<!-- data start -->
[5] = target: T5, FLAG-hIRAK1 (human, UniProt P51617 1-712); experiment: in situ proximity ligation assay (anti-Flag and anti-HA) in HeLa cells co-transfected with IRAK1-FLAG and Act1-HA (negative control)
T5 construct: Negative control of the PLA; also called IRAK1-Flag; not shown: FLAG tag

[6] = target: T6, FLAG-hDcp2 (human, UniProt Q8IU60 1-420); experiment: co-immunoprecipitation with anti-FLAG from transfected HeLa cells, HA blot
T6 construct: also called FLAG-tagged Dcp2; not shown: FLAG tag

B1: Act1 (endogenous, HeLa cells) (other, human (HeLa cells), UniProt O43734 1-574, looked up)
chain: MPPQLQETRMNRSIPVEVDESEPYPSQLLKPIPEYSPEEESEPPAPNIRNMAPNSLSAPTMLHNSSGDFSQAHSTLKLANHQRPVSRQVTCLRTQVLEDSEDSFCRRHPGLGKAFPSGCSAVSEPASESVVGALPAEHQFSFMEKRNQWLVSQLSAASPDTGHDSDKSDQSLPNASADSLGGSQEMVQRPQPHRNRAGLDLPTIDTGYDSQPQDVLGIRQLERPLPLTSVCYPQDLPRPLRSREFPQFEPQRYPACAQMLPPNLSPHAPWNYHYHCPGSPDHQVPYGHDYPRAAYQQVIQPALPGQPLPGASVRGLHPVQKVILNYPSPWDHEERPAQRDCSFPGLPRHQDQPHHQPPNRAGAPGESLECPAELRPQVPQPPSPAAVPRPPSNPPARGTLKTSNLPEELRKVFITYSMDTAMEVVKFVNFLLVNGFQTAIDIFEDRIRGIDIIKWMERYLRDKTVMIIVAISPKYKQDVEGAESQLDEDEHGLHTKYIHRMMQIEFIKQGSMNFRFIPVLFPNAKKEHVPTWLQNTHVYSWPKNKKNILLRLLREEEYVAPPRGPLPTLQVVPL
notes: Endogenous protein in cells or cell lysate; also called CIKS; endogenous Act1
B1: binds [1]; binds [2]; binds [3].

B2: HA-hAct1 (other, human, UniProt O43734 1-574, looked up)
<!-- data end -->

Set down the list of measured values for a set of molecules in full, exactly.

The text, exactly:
[5] = target: T5, FLAG-hIRAK1 (human, UniProt P51617 1-712); experiment: in situ proximity ligation assay (anti-Flag and anti-HA) in HeLa cells co-transfected with IRAK1-FLAG and Act1-HA (negative control)
T5 construct: Negative control of the PLA; also called IRAK1-Flag; not shown: FLAG tag

[6] = target: T6, FLAG-hDcp2 (human, UniProt Q8IU60 1-420); experiment: co-immunoprecipitation with anti-FLAG from transfected HeLa cells, HA blot
T6 construct: also called FLAG-tagged Dcp2; not shown: FLAG tag

B1: Act1 (endogenous, HeLa cells) (other, human (HeLa cells), UniProt O43734 1-574, looked up)
chain: MPPQLQETRMNRSIPVEVDESEPYPSQLLKPIPEYSPEEESEPPAPNIRNMAPNSLSAPTMLHNSSGDFSQAHSTLKLANHQRPVSRQVTCLRTQVLEDSEDSFCRRHPGLGKAFPSGCSAVSEPASESVVGALPAEHQFSFMEKRNQWLVSQLSAASPDTGHDSDKSDQSLPNASADSLGGSQEMVQRPQPHRNRAGLDLPTIDTGYDSQPQDVLGIRQLERPLPLTSVCYPQDLPRPLRSREFPQFEPQRYPACAQMLPPNLSPHAPWNYHYHCPGSPDHQVPYGHDYPRAAYQQVIQPALPGQPLPGASVRGLHPVQKVILNYPSPWDHEERPAQRDCSFPGLPRHQDQPHHQPPNRAGAPGESLECPAELRPQVPQPPSPAAVPRPPSNPPARGTLKTSNLPEELRKVFITYSMDTAMEVVKFVNFLLVNGFQTAIDIFEDRIRGIDIIKWMERYLRDKTVMIIVAISPKYKQDVEGAESQLDEDEHGLHTKYIHRMMQIEFIKQGSMNFRFIPVLFPNAKKEHVPTWLQNTHVYSWPKNKKNILLRLLREEEYVAPPRGPLPTLQVVPL
notes: Endogenous protein in cells or cell lysate; also called CIKS; endogenous Act1
B1: binds [1]; binds [2]; binds [3].

B2: HA-hAct1 (other, human, UniProt O43734 1-574, looked up)